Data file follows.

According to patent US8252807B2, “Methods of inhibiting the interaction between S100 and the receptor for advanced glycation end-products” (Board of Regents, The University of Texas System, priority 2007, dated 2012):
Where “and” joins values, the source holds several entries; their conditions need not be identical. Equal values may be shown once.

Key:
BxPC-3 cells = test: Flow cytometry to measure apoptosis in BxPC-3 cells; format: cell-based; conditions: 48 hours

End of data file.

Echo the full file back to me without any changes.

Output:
According to patent US8252807B2, “Methods of inhibiting the interaction between S100 and the receptor for advanced glycation end-products” (Board of Regents, The University of Texas System, priority 2007, dated 2012):
Where “and” joins values, the source holds several entries; their conditions need not be identical. Equal values may be shown once.

Key:
BxPC-3 cells = test: Flow cytometry to measure apoptosis in BxPC-3 cells; format: cell-based; conditions: 48 hours